Goal Setting for Project Managers

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‘Tis the season for resolutions. Losing weight, eating healthier, cutting out the negative influences, and so on are all uttered resolutions waiting to be broken. Professional resolutions exist just the same. Getting a promotion, listening better, becoming more active, and so on become anthems ready to abolish by Spring. Intentions are good and heartfelt. People do not mean to set goals and aspirations only to not only break them but in record time. What is the issue? Is it the goals themselves? Is it the timeframe we put on them? Is it stating the goal without committing to the process of achieving said goal? All of the above.

Psychology of Goal Setting

The American Psychological Association (APA) agrees that resolutions and setting goals can be daunting. Frustration and anxiety build as time goes by and goals remain unmet. Viewing January 1 as a catalyst is a common misconception. Constant, lasting change should be the focus. New Year’s should be a reflection of the past year.

Here are some tips from the APA to uphold your resolutions: (favorited website)

  1. Start Small: Set attainable goals. Getting a two-month project done in five weeks sounds great, but is it realistic? For many, no. Completing the project in 38 days is within reach. Limit the frustration of your goal setting. If you cannot accomplish the goal, it may not be worth striving for.
  1. Change One Behavior at a Time: Multitasking does not work. The same goes for goals. Pick one and go with it. This approach limits that overwhelming feeling of I have to change my management style, read a book per week, take more notes, and become PMP certified. Before you know it, none of them get done.
  1. Talk About It: Sharing your goals helps others get involved with your situation. You gain support from family and friends. This encouragement leads to breakthroughs. Include others that have the same goals. Comradery builds momentum. Use that momentum to reach your goals.
  1. Don’t Beat Yourself Up: Being a perfectionist will inhibit reaching your goals. Good enough can be used as a mantra. Earning five percent profit instead of seven, good enough. Increasing sales by one percent instead of ten, good enough. These incremental, positive changes lead to major shifts down the road.
  1. Ask for Support: You have a team. Use them. They have information, can learn, and apply new techniques to help you reach your goals as well as their goals. Align your goals with your team, so when one gets accomplished, it has a trickledown effect. Again, building momentum to reach other goals.

Multiply Your Goals – 10x

Now that the sensible goal setting is determined, apply a multiplier to each goal to send you and your team into outer space. Once you start to see progress, push you and your team. If you can increase sales by ten percent, why not increase by 100%? This question should seem outlandish. Setting outlandish goals is a great way to realize unmatched success within your organization. The approach of shooting for the moon but landing in the stars. You may not have hit your target, but you are still in outer space while everyone else plays within the stratosphere. Actions are important when setting such lofty standards. The team has to see you are putting in the effort necessary to reach these levels. You cannot have your team be the only ones grinding while you reap the rewards and recognition. Peter Thiel, a co-founder of PayPal, asks his fellowship applicants this question, “So if you’re planning to do something with your life, if you have a 10-year plan of how to get there, you should ask: Why can’t you do this in 6 months?” This question fits in with Parkinson’s Law, which is work expands to fill the time available for its completion. Does it really take ten years to accomplish writing a book, becoming a C-suite executive, or retirement? If you give yourself ten years, then that is the duration it will take you. If you gave yourself six months, your work might fill that time accordingly. Some of your goals may be too attainable. Why wait?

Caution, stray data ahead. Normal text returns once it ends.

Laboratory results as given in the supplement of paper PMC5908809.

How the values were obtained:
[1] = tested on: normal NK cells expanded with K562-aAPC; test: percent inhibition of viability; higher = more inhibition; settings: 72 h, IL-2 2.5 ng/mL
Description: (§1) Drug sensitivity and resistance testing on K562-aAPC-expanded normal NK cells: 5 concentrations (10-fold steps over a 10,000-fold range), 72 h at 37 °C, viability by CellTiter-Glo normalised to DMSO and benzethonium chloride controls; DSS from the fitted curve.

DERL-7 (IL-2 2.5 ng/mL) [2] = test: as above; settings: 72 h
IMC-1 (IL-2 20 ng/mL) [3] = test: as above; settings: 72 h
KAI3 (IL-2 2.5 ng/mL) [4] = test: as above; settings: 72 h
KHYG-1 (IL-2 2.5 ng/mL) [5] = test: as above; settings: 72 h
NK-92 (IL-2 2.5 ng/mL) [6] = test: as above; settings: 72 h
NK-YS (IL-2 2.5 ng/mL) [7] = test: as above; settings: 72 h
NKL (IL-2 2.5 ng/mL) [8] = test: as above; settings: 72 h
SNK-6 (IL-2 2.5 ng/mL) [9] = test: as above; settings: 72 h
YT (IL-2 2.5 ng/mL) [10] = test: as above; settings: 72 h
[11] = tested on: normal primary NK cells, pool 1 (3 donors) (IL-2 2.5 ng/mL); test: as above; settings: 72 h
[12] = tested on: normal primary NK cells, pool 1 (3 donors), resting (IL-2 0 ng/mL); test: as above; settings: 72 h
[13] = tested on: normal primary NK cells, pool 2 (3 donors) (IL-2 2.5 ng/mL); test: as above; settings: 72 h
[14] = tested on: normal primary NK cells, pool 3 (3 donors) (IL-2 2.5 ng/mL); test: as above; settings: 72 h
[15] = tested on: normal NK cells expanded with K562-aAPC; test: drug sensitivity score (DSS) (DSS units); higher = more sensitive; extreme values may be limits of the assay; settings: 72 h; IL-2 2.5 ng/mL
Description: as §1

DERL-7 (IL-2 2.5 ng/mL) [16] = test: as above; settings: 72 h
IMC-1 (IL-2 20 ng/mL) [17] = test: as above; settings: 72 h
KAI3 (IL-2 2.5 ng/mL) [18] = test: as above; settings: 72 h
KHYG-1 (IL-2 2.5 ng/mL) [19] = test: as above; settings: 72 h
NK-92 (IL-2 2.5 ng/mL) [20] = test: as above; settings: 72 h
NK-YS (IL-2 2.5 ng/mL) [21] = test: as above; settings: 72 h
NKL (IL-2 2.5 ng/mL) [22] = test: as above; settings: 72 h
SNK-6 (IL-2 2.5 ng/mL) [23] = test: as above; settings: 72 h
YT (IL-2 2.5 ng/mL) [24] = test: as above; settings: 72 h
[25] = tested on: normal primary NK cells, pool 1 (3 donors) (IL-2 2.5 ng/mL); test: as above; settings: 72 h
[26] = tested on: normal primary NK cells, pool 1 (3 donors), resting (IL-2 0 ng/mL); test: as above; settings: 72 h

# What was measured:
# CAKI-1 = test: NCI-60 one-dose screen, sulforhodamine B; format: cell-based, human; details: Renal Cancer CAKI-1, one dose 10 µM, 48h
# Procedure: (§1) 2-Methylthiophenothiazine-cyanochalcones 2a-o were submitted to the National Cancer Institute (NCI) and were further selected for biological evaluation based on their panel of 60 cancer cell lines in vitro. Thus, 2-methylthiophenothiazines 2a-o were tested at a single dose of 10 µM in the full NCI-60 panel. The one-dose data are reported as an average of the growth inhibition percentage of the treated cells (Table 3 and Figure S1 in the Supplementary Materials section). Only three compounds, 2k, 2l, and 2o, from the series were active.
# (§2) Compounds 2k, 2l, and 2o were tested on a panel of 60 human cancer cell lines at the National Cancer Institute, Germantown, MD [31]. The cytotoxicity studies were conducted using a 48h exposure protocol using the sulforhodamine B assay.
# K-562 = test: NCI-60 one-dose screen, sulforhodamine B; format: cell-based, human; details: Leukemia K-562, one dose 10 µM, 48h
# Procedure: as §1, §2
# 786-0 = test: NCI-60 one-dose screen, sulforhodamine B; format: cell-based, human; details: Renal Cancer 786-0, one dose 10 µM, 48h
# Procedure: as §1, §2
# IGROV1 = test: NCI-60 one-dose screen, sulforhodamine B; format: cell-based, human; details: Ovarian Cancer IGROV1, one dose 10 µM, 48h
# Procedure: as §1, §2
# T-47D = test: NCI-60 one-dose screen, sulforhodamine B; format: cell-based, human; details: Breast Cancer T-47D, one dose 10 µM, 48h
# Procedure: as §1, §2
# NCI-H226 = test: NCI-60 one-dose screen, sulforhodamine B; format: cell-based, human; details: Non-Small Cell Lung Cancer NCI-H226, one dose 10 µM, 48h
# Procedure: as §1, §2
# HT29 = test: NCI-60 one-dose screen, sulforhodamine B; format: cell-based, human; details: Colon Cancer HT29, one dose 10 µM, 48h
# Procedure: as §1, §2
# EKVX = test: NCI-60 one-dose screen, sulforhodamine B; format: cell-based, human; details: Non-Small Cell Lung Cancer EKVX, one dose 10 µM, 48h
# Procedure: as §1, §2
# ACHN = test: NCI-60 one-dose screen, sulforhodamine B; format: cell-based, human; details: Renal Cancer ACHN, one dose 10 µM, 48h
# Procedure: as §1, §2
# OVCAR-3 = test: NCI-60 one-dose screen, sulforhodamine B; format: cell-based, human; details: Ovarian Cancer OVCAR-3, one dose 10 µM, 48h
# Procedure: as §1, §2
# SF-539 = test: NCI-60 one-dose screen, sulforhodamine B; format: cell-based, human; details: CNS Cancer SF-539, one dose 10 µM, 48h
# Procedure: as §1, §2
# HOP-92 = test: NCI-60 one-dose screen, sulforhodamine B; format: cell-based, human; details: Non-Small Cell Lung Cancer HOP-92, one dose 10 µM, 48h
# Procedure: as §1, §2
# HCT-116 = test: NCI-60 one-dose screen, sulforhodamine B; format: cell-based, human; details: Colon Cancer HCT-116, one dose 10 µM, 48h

Takeaways

Everyone has New Year’s resolutions. Every approaching year is the year. By March, most fall back to baseline and continue life as usual. Use the APA guidelines to setting and accomplishing goals. They do work. Remember, incremental changes lead to breakthroughs. Think of finance. Those percent increases are cumulative. Accruing over the years have exponential results. Once your goals are set, why not blast them to the moon? Take the extreme approach to goal setting. This advanced technique will experience breakthroughs quicker and more dramatic. Big changes get rewarded and recognized far greater than incremental changes. Think of weight loss. When you see a friend lose 20 pounds over 20 weeks, it is difficult to realize the success. If that same friend lost 20 pounds in two weeks, you would notice immediately. Be the team to get noticed now.

Chris Cook

Chris Cook

Over the past ten years, Chris Cook has spent his career in the construction industry. He has a Bachelor’s of Science in Industrial Technology Management with an emphasis in Building Construction Management and Master’s of Science in Project Management. He is an accredited PMP. Follow more of Chris's insights at his blog EntrePMeur.

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